How Can I Become a Certified First Responder?

A certified first responder is an integral member of the emergency medical services team. Get information about the courses and training needed to work in this field, and learn how to get certified and licensed. Schools offering Fire & Emergency Services degrees can also be found in these popular choices.

What Is a Certified First Responder?

A certified first responder is a medical professional who provides basic medical care at the scene of emergencies and in the back of emergency transport vehicles, like ambulances. They are qualified to perform basic first aid, treat shock, stabilize injuries and use epi-pens to combat seizures, among other tasks. In order to get a job, they must be certified by the National Registry of Emergency Technicians. You may be interested in some key details about this career, provided in the table below:

Degree Required Certification program
Key Responsibilities Provide emergency medical treatment, assess emergency situations, transport patients
Licensure Requirements State licensure necessary
Job Growth (2014-2024)* 24% (for all EMTs and Paramedics)
Median Salary (2015)* $31,980 (for all EMTs and Paramedics)

Source: *U.S. Bureau of Labor Statistics

How Can I Help People as a Certified First Responder?

A certified first responder is the lowest of five levels of emergency medical service (EMS) providers certified by the National Registry of Emergency Medical Technicians (NREMT). As a certified first responder, you're the first to arrive to the scene of a medical emergency or trauma, such as a car accident. It's your job to assess the patient and provide initial pre-hospital medical assistance using limited medical equipment. Managing wounds, performing CPR and treating shock are a few tasks performed by a certified first responder. Your job may also include immobilizing or transporting patients.

As a certified first responder, you would also be responsible for calling other EMS providers to the scene and assisting them with patient care as necessary. For example, you might assist emergency medical technicians (EMTs) or paramedics with basic medical care or even out-of-hospital childbirth.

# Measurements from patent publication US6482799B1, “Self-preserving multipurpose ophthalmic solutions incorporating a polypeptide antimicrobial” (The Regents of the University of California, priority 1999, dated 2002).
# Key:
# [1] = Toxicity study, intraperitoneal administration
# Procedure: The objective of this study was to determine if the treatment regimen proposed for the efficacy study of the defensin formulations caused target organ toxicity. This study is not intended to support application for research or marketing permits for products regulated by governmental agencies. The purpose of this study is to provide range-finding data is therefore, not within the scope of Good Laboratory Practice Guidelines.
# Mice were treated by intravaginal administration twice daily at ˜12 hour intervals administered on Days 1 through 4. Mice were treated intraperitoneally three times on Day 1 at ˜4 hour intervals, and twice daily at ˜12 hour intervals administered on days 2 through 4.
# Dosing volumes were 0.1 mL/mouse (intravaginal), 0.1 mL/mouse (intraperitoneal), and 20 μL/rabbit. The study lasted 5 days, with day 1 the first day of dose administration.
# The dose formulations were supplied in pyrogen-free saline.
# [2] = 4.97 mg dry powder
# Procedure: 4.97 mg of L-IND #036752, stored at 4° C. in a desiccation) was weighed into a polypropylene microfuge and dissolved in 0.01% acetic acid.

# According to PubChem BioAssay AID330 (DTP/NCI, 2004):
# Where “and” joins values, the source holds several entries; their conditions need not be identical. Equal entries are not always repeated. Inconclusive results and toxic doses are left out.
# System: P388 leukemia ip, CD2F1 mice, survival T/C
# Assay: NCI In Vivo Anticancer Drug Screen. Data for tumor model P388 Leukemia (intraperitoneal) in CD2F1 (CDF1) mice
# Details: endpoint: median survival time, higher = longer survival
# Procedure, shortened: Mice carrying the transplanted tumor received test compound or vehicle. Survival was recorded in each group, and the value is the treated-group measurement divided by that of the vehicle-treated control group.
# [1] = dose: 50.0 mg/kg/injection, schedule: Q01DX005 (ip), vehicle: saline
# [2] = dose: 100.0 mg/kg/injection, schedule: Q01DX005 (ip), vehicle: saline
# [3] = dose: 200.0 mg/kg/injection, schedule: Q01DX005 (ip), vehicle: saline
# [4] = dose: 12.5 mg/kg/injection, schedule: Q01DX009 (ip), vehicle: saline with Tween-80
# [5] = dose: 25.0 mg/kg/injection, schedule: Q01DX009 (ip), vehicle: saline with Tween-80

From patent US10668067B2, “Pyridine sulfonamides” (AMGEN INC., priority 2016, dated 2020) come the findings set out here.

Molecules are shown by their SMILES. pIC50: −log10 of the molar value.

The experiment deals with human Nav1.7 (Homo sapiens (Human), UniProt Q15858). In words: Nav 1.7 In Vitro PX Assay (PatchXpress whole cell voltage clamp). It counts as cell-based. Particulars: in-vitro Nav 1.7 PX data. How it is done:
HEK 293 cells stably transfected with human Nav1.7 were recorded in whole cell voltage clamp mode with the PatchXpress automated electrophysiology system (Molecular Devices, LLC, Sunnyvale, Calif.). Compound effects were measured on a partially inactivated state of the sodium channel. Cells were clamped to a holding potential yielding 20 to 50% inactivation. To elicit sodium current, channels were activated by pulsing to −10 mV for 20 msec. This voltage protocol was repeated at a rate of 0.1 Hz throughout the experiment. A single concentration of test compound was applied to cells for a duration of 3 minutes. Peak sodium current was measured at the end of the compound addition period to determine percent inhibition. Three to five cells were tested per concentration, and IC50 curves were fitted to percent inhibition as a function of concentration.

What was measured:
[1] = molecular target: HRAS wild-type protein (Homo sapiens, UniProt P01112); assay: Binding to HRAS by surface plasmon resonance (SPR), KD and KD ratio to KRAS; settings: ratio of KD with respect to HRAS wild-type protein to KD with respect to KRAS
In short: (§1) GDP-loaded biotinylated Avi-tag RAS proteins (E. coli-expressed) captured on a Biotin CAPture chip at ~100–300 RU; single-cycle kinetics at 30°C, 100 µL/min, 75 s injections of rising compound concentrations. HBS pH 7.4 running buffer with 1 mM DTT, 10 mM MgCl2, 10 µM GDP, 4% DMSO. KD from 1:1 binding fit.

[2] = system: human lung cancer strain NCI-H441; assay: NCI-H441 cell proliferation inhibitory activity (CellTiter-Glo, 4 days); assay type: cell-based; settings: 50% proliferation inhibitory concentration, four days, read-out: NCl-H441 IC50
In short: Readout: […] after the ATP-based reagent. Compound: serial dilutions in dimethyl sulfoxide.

Complete a Training Program

You don't need a degree to become a certified first responder, but you do need to earn certification. To do so, you must first complete between 40 and 60 hours of training. A variety of options are available through online programs and community colleges. Community organizations like the American Red Cross sometimes offer training programs for certified first responders as well.

Certification requirements vary by state, and your state EMS office can provide the details. In order to become certified through the NREMT, the training program you select must meet the national standards set forth by the U.S. Department of Transportation. You generally need a high school diploma or its equivalent to enter such a program.

What Will I Learn?

In a certified first responder training program, you can learn how to provide pre-hospital medical care. Beyond just basic first aid and CPR, you can also learn how to assess the scene and address life-threatening injuries that relate to a patient's circulation, breathing and airway. Your training course usually includes instruction in treating muscle and bone injuries, soft tissue injuries and bleeding, as well as the proper way to lift and move a patient.

Although most of your training focuses on adult patients, you can also learn how to provide basic medical care for children and assist with childbirth. Additional instruction covers the roles of the EMS system and the emotional, safety and ethical issues surrounding certified first responder work.

Take the Certification Exam and Obtain Licensure

Completing a state-approved training program is the first step toward becoming a certified first responder. After completing your training, you should be prepared to take the certification exam as required by your state. Forty-six out of the 50 states certify at least one level of EMS provider via the NREMT, which requires you to pass a written and practical exam. Other states have their own testing standards, but every state requires certified first responders to pass an exam, complete continuing education credits and re-certify periodically.

What Are Some Related Alternative Careers?

Because certified first responders are the lowest level of the EMS team, you have room to advance your career if you'd like to continue your training. You might decide to become certified as an EMT-Basic, EMT-Intermediate or paramedic, which would qualify you to perform more advanced medical procedures. For instances, paramedics can administer oral or intravenous medications, and they can interpret electrocardiograms. However, it is important to note that you would have to complete additional training programs for one of these jobs. Alternatively, you could choose another career in emergency services, such as a position as a dispatcher. They answer 911 phone calls and send out ambulances, fire trucks or police, depending on the nature of the incident. The minimum educational requirement for this job is a high school diploma.

To continue researching, browse degree options below for course curriculum, prerequisites and financial aid information. Or, learn more about the subject by reading the related articles below:

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